posted by metasarah at 10:35 AM on January 12, 2018 [2 favorites]

I have fostered one hundred and eleven animals, mostly kittens. I have kept zero.

First of all, as mentioned above, so what if you fail? They need to find a home for the foster eventually, and maybe you're that home. And you can still foster, if your resident cat is ok with it. (Well, we keep our fosters shut in a separate room and only sometimes let kittens engage with our adult cats, so you could continue fostering regardless if you had the right set-up for it.)

People always think it's hard to give up kittens because they're so cute, but that's actually easier than giving up adult cats. Kittens don't really have fully formed personalities yet, they're mostly going through the exact same spring-loaded stages of kittenhood, and I know I'll get another batch just like 'em in a month or three. Also the age at which they're ready to go get spayed/neutered and adopted is more or less the age when they turn into monsters, so I am always ready to pack them off, give the kitten room/office/TV room a good cleaning, and enjoy a peaceful kitten-free lifestyle for a while.

Mostly I try to remember that all that sense of attachment is on my side. The cat likes me fine, but it generally learned to like me in a day or two, and it will do the same with whomever adopts it. It will be freaked out at being in a new place, and then it will get over it. That feeling of oh no the cat is gone, we had a special bond, nothing will ever be the same -- is just your feeling. The cat doesn't share it. And your job is to help the cat, and those feelings don't help the cat -- or cats as a whole, since if you keep fosters moving through your house you can help more and more cats -- a bit.

And, as other folks have said, it's also nice if you can find friends/coworkers/acquaintances to take the cats so you can get updates.

Good luck!

(Obligatory picture of current batch)
posted by little cow make small moo at 11:14 AM on January 12, 2018 [10 favorites]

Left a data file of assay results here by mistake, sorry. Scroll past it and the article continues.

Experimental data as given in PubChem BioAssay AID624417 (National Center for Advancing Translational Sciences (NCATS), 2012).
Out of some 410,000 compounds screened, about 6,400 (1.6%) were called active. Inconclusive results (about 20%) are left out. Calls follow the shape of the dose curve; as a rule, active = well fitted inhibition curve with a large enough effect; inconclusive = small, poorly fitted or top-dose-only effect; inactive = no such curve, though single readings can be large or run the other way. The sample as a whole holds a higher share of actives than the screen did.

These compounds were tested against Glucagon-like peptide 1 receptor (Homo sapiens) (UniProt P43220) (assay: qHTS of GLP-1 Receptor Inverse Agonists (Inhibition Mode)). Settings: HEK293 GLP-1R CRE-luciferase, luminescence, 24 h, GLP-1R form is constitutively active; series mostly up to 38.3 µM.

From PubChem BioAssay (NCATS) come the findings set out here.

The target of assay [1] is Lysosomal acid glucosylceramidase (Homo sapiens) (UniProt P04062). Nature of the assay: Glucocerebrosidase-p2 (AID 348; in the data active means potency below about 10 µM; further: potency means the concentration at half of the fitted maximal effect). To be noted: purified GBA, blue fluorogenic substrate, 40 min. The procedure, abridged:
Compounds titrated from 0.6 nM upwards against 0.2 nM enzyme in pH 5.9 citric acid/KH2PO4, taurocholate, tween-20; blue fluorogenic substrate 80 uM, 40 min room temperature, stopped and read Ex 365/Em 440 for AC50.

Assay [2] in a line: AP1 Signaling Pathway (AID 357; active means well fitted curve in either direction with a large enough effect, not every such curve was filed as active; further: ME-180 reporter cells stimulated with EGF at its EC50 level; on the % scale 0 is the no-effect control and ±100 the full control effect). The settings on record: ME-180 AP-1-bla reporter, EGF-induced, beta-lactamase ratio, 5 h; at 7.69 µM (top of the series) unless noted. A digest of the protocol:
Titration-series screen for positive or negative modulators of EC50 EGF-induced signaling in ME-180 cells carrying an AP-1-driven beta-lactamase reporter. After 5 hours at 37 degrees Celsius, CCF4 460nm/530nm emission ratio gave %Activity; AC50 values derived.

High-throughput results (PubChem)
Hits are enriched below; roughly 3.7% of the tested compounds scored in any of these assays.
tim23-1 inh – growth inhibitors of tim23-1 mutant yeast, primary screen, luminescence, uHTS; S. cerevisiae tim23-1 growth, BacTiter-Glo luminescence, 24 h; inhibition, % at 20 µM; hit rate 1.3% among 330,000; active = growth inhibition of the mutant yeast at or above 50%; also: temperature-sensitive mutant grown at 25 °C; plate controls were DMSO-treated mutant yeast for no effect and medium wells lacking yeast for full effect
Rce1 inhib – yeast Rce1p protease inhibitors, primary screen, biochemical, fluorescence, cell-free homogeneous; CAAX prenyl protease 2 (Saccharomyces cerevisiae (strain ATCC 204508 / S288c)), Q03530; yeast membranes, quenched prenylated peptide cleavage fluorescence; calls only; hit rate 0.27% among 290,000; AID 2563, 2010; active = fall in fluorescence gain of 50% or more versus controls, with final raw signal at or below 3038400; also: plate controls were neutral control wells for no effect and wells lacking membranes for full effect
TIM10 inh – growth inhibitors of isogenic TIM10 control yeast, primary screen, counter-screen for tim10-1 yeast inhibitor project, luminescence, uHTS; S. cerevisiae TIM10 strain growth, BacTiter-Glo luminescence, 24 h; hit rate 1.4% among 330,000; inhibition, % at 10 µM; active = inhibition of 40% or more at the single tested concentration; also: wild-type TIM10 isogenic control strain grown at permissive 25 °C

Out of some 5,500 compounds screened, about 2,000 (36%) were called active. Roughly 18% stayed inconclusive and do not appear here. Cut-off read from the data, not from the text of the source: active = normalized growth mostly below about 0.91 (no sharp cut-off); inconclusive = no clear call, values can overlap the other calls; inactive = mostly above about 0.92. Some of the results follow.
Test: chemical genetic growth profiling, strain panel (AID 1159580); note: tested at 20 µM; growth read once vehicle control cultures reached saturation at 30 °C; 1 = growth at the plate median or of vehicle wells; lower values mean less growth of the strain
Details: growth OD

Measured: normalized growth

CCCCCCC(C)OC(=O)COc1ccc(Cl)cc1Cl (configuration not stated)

I volunteer at a local cat shelter because I was desperately ready to have ALL THE CATS. Physically going in once a week and cleaning has mellowed that out for me. I still love all of them. But when you're faced with dozens (or in my shelter's case, 160) of amazing animals at once, it's a lot harder to justify choosing one over another. My husband came to help out a few weeks ago and at dinner he was like so you've been there for months, if you had to bring one home which would it be? And it was like well I love Bob and his little bobbed tail. And Wayne, he's a big sweet boy. And Gypsy Rose. And Viola. And Edward and his chubby little cheeks. And when pressed, the idea of picking one above the others was just impossible for me. We have talked about fostering, and honestly that pull to keep all of them has mellowed. I guess what I'm saying is maybe go visit kitties at the shelter and see if you think you can handle fostering.
posted by Bistyfrass at 11:15 AM on January 12, 2018 [1 favorite]

I would recommend fostering for an organization who has their fosters be a part of the adoption process. I've fostered kittens, puppies and dogs for a larger humane society in my city. When they are ready to be adopted (big enough, or well socialized) I have just brought them back to the shelter and don't get much follow up other than a confirmation they were adopted. I am actually going to start fostering for another organization that does not have a shelter so I can be more involved by going to adoption events with my fosters and evaluating adoption applications for them. I think knowing that you can help send them to a good forever home helps with the temptation to adopt. I have definitely shed tears bringing fosters back to the shelters, but I don't regret not adopting any of them. Still, I think I am going to enjoy fostering more when I get to see their adoption through the end. I would look for smaller rescue organizations that rely solely on fosters- they need us!

I also agree that it is easier to not adopt kittens, especially when you have a litter!
posted by Katie8709 at 11:25 AM on January 12, 2018 [2 favorites]

Hi. I'm a serial foster fail. We fostered 2 batches of 2 kittens and ended up adopting 3 of them. For us, we did form very strong attachments to them and it absolutely was hard -- too hard! -- letting them go. I still often think of the 4th, William, a sweet little grey boy: the one that got away.

I do think there's a certain detachment required for fostering; to keep in mind that they're temporary guests that you're helping out on their way to their permanent home. We didn't manage to maintain that detachment.

What does help me now is remembering that although it was so hard giving William up, he got adopted a week later. So now I like to think of him in a home where he's loved and where he makes his owners happy; and that I helped him get there by socializing him from a scared hissy fuzzball into a friendly little cat.

Are you worried about failing because you don't actually want another permanent cat? Or because you're worried that failing would be letting down the rescue organization? It's jokingly called "failure" because it happens so often. It's pretty much built into the fostering system that a proportion of foster homes will end up adopting their animals. It's a good outcome for the animal, which gets a loving home that it's already used to; and a good outcome for the rescue, which gets to skip the work and resources of finding an adoptive home for the animal.